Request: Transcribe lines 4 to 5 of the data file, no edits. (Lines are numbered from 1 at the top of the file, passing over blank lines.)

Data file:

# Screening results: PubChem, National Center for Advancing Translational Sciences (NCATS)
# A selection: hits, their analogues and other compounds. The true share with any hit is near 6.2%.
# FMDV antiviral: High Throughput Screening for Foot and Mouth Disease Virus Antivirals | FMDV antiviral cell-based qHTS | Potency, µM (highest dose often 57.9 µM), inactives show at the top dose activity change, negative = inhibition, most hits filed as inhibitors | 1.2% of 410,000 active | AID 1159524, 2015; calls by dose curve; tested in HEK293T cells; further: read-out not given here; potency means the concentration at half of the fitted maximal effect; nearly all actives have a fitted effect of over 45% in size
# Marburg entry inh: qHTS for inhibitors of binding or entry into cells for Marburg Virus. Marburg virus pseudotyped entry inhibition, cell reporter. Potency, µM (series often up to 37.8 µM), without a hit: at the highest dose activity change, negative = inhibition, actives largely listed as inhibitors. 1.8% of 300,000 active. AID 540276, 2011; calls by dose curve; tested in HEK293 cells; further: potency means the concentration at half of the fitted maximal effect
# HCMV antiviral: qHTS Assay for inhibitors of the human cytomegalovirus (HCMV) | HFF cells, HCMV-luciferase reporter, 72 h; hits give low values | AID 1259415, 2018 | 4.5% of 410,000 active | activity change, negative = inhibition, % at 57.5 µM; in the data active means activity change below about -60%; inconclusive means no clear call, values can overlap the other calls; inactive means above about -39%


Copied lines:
# Marburg entry inh: qHTS for inhibitors of binding or entry into cells for Marburg Virus. Marburg virus pseudotyped entry inhibition, cell reporter. Potency, µM (series often up to 37.8 µM), without a hit: at the highest dose activity change, negative = inhibition, actives largely listed as inhibitors. 1.8% of 300,000 active. AID 540276, 2011; calls by dose curve; tested in HEK293 cells; further: potency means the concentration at half of the fitted maximal effect
# HCMV antiviral: qHTS Assay for inhibitors of the human cytomegalovirus (HCMV) | HFF cells, HCMV-luciferase reporter, 72 h; hits give low values | AID 1259415, 2018 | 4.5% of 410,000 active | activity change, negative = inhibition, % at 57.5 µM; in the data active means activity change below about -60%; inconclusive means no clear call, values can overlap the other calls; inactive means above about -39%